Scott Albert

Every movement begins and ends in a period of stillness. In the Laboratory for Computational Motor Control (the Shadmehr Lab), we study how the brain controls these different periods of motor activity. While decades of research have demonstrated that one area of the brain, the primary motor cortex, is critical for the execution of a movement, we know comparatively little about how the brain holds the arm still in a desired posture. In our recent work, we wondered if the brain holds the arm still using a strategy similar to that of the eye. For the eye, there are some neurons that produce a “moving” signal that corresponds to the velocity of the eye. However, there is a separate set of neurons that produce a “holding” signal that corresponds to the position of the eye. Much like the formula “distance equals rate multiplied by time,” the holding neurons calculate the “holding” signal by mathematically integrating the “moving” signal over time. Through a sequence of experiments involving over 200 healthy humans, 14 stroke patients, and four non-human primates, we discovered that a very similar integration process is used to hold the arm still. Critically, because reach integration was unimpaired in patients who suffered from cortical strokes, our work suggests that there are separate areas of the brain that move the arm and hold the arm still, as for the eye. These findings may help us understand why some neurological conditions can lead to impairment in movements and abnormal postures.

Questions & Answers

Why did you choose Johns Hopkins for your work?

When choosing a graduate program, Johns Hopkins stood out to me as an institution where biomedical research is truly intertwined with clinical practice. As a biomedical engineering student, I was afforded the chance to study the brain alongside first-year medical students, learning how to understand and treat the part of the body at the center of my work. Also, I knew that working at an institution where there are so many people that are better than me would be the best environment to train and form lifelong collaborations.

What does receiving this award mean to you personally and professionally? Do you have any connection with the particular award you received?

It is humbling to have contributed an idea that may help neuroscientists to understand how the brain controls our movements. Others in my lab have also been designated with this award, and I am very proud to be continuing that legacy. Mette Strand, Ph.D., was a pioneer in developing new treatments for parasitic diseases, HIV and cancer. As a cancer patient who was successfully treated for Hodgkin’s lymphoma during my graduate studies, it means a lot to be honored in the name of someone who worked so tirelessly to save the lives of so many people.

What contributed to your project’s success?

This work was made possible by an incredible array of individuals, and a collaboration across several universities including Johns Hopkins (Reza Shadmehr, Jihoon Jang, Alkis Hadjiosif and John Krakauer), Newcastle University (Demetris Soteropoulos and Stuart Baker) and Columbia University (Andrew Zimnik and Mark Churchland). In addition, we benefited from the generosity of many stroke patients who all contributed their time to this work. Fittingly, this work was built on the ideas of an incredible neuroscientist, David Robinson, who helped found the Department of Biomedical Engineering at Johns Hopkins but unfortunately passed away before we could show him the similarities between the arm and the eye.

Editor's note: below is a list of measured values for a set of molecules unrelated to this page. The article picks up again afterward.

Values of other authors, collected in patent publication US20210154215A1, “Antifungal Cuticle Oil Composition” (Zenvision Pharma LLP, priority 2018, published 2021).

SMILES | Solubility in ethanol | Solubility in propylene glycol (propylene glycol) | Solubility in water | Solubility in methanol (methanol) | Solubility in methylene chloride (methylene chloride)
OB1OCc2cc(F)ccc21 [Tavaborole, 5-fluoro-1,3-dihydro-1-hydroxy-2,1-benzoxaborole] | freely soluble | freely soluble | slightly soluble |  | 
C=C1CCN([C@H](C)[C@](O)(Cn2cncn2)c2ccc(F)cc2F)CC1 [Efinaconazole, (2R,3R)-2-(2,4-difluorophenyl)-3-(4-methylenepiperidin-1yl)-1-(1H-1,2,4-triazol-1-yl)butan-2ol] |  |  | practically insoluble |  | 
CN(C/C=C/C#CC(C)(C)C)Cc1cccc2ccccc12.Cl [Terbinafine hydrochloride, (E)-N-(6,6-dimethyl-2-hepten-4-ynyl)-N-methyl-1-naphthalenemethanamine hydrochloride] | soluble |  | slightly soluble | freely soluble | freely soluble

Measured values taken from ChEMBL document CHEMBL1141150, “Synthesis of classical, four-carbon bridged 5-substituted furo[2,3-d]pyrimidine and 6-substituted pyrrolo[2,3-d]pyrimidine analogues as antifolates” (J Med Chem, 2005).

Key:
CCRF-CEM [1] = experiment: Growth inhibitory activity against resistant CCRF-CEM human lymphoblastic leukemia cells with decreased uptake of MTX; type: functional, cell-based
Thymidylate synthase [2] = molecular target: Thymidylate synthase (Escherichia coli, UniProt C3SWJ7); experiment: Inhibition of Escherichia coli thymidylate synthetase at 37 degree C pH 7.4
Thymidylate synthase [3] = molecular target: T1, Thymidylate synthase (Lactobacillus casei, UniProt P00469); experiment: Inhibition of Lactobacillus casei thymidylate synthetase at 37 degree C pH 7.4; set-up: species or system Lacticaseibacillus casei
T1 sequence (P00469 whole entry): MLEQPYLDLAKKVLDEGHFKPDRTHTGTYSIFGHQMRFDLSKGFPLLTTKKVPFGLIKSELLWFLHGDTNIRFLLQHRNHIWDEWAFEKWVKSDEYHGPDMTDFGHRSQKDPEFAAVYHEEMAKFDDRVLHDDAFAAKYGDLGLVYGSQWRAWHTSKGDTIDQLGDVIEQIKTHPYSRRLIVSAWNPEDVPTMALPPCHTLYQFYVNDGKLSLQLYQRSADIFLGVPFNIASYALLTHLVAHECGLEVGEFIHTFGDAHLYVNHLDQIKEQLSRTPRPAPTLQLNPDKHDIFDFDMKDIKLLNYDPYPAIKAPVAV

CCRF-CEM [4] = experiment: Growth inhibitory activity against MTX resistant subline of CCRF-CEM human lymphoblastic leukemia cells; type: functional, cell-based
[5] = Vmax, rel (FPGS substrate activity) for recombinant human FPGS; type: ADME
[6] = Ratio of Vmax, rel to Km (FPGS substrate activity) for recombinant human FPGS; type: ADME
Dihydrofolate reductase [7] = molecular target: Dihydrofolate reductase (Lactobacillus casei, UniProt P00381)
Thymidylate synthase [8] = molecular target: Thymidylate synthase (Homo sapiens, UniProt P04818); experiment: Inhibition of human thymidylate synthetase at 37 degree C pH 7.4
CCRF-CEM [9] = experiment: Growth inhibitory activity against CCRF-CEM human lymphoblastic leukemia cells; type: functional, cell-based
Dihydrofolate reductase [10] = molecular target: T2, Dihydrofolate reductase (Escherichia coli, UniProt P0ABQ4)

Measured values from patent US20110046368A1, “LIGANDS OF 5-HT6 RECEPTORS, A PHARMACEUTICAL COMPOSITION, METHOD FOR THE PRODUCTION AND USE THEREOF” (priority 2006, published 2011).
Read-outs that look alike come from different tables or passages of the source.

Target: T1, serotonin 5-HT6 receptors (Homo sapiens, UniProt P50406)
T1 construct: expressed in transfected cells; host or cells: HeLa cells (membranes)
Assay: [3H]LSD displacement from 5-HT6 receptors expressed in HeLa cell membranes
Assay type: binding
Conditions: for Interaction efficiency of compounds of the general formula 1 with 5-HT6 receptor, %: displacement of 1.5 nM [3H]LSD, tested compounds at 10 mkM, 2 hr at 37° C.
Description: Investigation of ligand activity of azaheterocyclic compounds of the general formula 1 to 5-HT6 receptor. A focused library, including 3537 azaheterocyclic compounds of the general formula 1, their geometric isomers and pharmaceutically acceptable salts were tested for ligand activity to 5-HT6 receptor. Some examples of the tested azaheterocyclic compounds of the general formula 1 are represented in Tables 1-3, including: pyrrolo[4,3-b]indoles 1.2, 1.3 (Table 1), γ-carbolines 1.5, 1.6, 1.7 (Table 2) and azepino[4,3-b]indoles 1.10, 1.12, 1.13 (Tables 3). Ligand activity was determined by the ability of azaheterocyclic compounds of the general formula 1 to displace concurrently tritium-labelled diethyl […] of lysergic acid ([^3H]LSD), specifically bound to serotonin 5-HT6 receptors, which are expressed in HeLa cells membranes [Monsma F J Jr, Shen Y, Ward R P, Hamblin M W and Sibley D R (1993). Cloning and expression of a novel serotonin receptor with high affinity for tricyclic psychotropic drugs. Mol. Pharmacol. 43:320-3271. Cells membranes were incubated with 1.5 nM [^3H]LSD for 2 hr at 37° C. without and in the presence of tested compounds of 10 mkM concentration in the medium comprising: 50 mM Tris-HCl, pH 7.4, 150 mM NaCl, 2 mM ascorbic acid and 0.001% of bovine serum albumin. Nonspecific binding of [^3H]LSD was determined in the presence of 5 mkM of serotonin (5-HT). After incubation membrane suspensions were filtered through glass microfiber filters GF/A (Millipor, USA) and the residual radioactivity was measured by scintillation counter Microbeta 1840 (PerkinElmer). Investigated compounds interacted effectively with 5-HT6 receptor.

What thoughts do you have about Young Investigators’ Day itself, as a celebration of the roles students and fellows play in research at Johns Hopkins?

I have had the fortunate opportunity to attend the Young Investigators’ Day ceremony several times in the past. Even as an audience member, I have always found the day to be incredibly inspiring, and a great reminder of the incredible breadth of talent possessed by the trainees at Johns Hopkins, as well as the way our school supports their success.

What has been your best/most memorable experience while at Johns Hopkins?

In the Shadmehr Lab, I have immensely benefited from the camaraderie of my fellow trainees. As a close-knit scientific family, we have lunch together each and every day, where we talk about our lives, our interests, and of course, the brain. I will forever miss this time spent clamoring around the table in Traylor 416.

What are your plans over the next year or so?

I am fortunate to have recently defended my dissertation, and to have accepted an offer to become a postdoctoral fellow continuing in the Laboratory for Computational Motor Control. After this, I plan to continue my postdoctoral studies at a different institution while further developing new skills in the study of the neural control of movement, before eventually looking for a faculty position within academia.

Tell us something interesting about yourself.

Baltimore was such an incredible place to have spent the last several years of my life. During my time here, I have played on countless soccer teams, played trumpet in the Wind and Jazz Ensembles at Johns Hopkins, volunteered with Thread, acted in a musical with the Hopkins Barnstormers, and met a tremendous number of kind, caring and talented individuals.